Today we continue our series on freight and transportation accounting by now talking about what is a freight bill and what to expect in the way of line item charges on a freight bill. You may ask yourself when reading this series, “This is a pretty straightforward subject, right? Why such care and attention on it?” Well, that is true, you get a freight bill, you pay it, you account for it, you report it. Sounds pretty simple, but unfortunately, if you simplify it that much, you might lack the understanding of the importance of proper freight accounting management and using all the best practices you can and knowledge you can to ensure you have, from an accounting stand point, the best logistics and transportation department possible. Just like in your personal finances, the closer eye and great attention to detail you pay to the nuances of freight and transportation accounting, the more you can drive value from studying and managing freight accounting better so that you can make better decisions to stay more profitable and sustain your overall costs. After all freight and transportation costs can account for anywhere from 4 to 15% of all revenue for a company.
This post will not only cover what is a freight bill, but will also show you what to expect on a freight bill, as well as automation features you should expect from a service provider and what are the benefits of employing best practices in freight bill management.
Fortunately for Cerasis shippers they have available to them at the click of a button through our reporting center within the Cerasis Rater (our proprietary transportation management system) to pull some great reports such as shipment activity which breaks out the line items related to your freight bill so that you may better understand how to change the inputs of those details in order to drive out future costs by making better choices, such as what carriers to select. Such transportation metrics can then come together to create an analysis or something like a carrier scorecard where you can then create reports that join together freight bill line items with other details such as on time delivery and damage free shipments. The more data you have, but more importantly, the more you understand the details driving such data, the more you can make those targeted smart decisions which allow you to continuously improve and stay ahead of your competition who may lack such golden data.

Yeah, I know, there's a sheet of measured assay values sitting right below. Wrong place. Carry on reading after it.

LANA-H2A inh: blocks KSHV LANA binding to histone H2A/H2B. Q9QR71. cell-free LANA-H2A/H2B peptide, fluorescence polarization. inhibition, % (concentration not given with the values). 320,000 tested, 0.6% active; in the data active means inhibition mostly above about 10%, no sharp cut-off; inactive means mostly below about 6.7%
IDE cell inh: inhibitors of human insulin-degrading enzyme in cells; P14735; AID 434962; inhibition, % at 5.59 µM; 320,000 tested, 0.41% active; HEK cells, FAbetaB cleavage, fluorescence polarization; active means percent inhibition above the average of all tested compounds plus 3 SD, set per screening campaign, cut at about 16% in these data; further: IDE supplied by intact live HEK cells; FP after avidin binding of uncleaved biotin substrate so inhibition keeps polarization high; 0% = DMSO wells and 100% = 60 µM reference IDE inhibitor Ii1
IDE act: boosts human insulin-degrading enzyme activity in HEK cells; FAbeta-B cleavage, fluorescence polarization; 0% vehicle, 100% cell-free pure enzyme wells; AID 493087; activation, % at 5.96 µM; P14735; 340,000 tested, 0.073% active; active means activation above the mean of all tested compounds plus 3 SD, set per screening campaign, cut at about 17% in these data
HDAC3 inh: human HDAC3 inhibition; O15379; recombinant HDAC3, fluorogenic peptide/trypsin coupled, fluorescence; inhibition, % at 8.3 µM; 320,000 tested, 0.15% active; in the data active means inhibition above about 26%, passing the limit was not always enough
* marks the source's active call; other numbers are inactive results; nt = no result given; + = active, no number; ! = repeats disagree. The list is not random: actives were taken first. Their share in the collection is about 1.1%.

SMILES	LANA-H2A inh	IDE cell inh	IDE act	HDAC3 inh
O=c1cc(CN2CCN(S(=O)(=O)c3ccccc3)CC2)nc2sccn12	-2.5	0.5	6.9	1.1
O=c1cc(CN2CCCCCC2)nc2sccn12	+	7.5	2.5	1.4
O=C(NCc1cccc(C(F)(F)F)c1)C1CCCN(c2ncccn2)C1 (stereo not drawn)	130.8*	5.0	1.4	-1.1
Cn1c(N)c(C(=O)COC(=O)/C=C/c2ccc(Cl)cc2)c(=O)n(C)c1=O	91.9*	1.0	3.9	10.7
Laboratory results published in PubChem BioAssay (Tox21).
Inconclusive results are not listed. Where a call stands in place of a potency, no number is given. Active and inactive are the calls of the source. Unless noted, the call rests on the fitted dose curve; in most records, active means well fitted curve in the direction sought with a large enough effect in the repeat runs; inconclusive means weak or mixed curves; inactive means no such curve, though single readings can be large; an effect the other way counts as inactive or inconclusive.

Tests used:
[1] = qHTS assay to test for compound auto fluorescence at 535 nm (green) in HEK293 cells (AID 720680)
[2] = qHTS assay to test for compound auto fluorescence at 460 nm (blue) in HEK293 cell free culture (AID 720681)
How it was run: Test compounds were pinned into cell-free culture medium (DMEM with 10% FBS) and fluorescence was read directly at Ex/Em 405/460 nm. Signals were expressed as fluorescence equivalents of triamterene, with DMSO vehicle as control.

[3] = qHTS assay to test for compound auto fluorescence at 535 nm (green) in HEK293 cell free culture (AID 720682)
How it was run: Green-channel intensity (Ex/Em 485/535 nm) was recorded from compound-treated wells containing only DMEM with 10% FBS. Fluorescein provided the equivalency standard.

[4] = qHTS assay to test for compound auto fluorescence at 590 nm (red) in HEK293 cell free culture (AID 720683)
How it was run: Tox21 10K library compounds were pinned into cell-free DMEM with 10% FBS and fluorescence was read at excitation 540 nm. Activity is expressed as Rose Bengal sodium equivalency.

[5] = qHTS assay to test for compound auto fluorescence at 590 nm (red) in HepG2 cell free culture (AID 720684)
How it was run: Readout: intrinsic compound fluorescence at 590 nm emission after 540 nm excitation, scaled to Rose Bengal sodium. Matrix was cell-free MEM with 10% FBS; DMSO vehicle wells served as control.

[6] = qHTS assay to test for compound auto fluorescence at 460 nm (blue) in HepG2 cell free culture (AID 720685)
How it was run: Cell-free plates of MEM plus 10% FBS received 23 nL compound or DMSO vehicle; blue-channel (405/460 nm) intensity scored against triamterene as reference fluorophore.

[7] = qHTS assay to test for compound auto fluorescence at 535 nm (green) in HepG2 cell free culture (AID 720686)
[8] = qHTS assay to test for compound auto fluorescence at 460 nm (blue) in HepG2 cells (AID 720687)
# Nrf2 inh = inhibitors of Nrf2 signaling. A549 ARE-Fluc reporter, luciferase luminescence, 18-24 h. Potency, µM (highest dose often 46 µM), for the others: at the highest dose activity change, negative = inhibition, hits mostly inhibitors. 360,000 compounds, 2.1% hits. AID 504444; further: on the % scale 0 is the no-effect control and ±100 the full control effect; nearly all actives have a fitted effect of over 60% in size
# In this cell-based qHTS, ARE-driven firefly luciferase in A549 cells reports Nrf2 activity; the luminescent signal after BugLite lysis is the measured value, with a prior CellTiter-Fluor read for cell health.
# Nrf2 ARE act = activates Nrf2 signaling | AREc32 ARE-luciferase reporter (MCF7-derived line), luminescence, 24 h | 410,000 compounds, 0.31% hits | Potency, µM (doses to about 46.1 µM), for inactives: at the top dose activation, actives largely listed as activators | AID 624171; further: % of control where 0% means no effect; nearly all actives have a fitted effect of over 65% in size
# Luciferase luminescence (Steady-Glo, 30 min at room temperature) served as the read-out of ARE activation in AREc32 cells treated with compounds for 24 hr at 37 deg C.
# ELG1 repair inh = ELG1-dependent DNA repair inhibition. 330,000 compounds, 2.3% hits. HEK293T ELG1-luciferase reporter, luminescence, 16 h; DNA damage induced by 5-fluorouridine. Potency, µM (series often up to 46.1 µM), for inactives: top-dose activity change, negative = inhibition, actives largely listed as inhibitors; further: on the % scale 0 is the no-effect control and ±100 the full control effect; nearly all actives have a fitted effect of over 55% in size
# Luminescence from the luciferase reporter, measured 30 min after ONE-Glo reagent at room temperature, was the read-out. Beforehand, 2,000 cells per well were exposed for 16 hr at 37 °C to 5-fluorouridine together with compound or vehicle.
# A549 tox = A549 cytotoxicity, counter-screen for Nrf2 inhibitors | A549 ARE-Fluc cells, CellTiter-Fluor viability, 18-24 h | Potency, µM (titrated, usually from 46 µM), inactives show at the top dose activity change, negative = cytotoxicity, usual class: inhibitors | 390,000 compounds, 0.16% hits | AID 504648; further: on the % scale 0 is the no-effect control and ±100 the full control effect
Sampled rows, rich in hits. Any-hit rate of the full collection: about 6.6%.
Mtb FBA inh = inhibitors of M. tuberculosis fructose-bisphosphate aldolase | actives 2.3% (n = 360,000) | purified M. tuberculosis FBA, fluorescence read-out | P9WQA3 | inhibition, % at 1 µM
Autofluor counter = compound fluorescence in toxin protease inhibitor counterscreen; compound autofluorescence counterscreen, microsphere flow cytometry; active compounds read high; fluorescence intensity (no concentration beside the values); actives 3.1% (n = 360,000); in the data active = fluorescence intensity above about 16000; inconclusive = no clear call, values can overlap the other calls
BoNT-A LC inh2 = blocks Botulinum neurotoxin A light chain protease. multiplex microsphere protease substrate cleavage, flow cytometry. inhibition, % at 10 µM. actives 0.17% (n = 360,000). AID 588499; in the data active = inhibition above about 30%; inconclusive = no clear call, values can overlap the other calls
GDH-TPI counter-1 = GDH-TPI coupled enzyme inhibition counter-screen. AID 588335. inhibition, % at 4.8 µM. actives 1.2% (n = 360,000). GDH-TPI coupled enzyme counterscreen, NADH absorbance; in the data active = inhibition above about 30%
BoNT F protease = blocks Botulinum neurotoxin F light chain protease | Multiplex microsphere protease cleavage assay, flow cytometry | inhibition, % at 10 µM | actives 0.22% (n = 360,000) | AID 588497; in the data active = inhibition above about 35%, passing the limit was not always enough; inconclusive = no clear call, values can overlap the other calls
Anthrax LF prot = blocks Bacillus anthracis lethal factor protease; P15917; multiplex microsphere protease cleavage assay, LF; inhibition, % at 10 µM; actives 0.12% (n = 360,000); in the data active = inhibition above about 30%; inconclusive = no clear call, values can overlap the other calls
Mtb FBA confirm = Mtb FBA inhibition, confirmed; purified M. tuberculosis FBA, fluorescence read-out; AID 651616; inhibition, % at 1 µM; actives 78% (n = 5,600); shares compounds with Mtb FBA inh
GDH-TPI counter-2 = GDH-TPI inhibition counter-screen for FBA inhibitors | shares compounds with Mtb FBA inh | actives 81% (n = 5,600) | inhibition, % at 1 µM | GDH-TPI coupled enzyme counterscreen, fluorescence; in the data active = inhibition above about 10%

Ok, first things first, let’s make sure everyone is on the same page with what is a freight bill. A freight bill (which is different than a bill of lading) is also called a freight invoice. According to the Council of Supply Chain Management Glossary, the define a freight bill as:
The carrier’s invoice for transportation charges applicable to a freight shipment.
Again, pretty basic concept. Now, if you are working with a third party logistics company or provider who handles your payments, you will get an invoice from the service provider. The service provider’s freight payment services then will pay the original freight bill on your behalf to the carrier then bill you. Below you will see a sample invoice from Cerasis to one of our customers, which will allow us to then let you know what you should expect to see on a freight bill. The following items are included on a freight bill or invoice:
If you were to receive an invoice with multiple shipments, you will have a line item containing the information for each shipment. The total cost of all shipments is the amount you would pay the logistics provider.
When organizations partner with a third party logistics or logistics service provider for freight bill management, they replace chaos, administrative burdens and a lack of visibility with clarity, automation and control. From ensuring your carrier freight bill requirements are met, to paying those invoices electronically and at the right time, expert freight bill management services provide excellence every step of the way.
Due to their complexity and high incidence of mistakes, freight bills necessitate an automated and complex workflow. Most organizations that lack a highly automated and customized system for freight payment have substantial opportunity for process improvement.
Extracting data at the most granular level from freight bills and supporting documents, shipment files and other records creates a powerful source of visibility into a company’s freight spend as well as into carrier performance. For transportation and logistics managers, this data becomes the basis of informed decision making, targeted cost control measures, and process improvement initiatives.
Superior execution in freight bill management will lower your overhead costs, minimize exception processing, and produce the most accurate and detailed business intelligence. For these reasons, we encourage you as an organization to put a strong focus on continuous improvement to the freight bill management process by following our series here on freight and transportation accounting or reaching out to us to schedule a consultation with on of our Account Executives.
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